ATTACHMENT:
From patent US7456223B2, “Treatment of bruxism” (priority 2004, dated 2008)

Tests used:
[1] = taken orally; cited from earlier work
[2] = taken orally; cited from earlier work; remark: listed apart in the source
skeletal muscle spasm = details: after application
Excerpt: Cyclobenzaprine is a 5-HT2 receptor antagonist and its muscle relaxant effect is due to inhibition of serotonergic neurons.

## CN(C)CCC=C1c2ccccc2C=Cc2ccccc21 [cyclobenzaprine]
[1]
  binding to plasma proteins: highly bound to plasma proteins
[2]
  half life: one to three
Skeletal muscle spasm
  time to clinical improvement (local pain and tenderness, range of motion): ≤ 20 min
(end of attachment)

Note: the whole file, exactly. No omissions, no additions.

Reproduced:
From patent US7456223B2, “Treatment of bruxism” (priority 2004, dated 2008)

Tests used:
[1] = taken orally; cited from earlier work
[2] = taken orally; cited from earlier work; remark: listed apart in the source
skeletal muscle spasm = details: after application
Excerpt: Cyclobenzaprine is a 5-HT2 receptor antagonist and its muscle relaxant effect is due to inhibition of serotonergic neurons.

## CN(C)CCC=C1c2ccccc2C=Cc2ccccc21 [cyclobenzaprine]
[1]
  binding to plasma proteins: highly bound to plasma proteins
[2]
  half life: one to three
Skeletal muscle spasm
  time to clinical improvement (local pain and tenderness, range of motion): ≤ 20 min